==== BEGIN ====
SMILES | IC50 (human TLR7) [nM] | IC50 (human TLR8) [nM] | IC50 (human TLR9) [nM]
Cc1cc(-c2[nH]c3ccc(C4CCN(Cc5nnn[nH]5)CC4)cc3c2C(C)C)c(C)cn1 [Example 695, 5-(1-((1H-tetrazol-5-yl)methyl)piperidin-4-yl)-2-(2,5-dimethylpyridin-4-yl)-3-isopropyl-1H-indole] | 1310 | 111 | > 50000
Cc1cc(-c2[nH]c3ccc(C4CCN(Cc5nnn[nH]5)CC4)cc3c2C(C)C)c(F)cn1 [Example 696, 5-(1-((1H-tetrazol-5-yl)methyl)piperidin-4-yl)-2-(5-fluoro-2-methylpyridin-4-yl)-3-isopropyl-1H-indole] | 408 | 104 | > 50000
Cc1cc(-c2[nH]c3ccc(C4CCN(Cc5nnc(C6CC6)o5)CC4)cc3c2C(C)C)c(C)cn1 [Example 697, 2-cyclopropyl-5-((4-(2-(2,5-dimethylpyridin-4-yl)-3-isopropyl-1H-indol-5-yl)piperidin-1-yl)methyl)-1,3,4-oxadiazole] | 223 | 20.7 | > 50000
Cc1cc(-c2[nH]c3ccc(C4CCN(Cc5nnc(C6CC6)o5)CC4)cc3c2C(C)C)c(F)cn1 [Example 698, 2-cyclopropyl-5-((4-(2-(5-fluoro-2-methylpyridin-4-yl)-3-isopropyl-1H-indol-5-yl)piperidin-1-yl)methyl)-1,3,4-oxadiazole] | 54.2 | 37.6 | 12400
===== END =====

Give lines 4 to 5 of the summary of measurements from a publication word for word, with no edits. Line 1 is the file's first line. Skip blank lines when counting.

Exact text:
Cc1cc(-c2[nH]c3ccc(C4CCN(Cc5nnc(C6CC6)o5)CC4)cc3c2C(C)C)c(C)cn1 [Example 697, 2-cyclopropyl-5-((4-(2-(2,5-dimethylpyridin-4-yl)-3-isopropyl-1H-indol-5-yl)piperidin-1-yl)methyl)-1,3,4-oxadiazole] | 223 | 20.7 | > 50000
Cc1cc(-c2[nH]c3ccc(C4CCN(Cc5nnc(C6CC6)o5)CC4)cc3c2C(C)C)c(F)cn1 [Example 698, 2-cyclopropyl-5-((4-(2-(5-fluoro-2-methylpyridin-4-yl)-3-isopropyl-1H-indol-5-yl)piperidin-1-yl)methyl)-1,3,4-oxadiazole] | 54.2 | 37.6 | 12400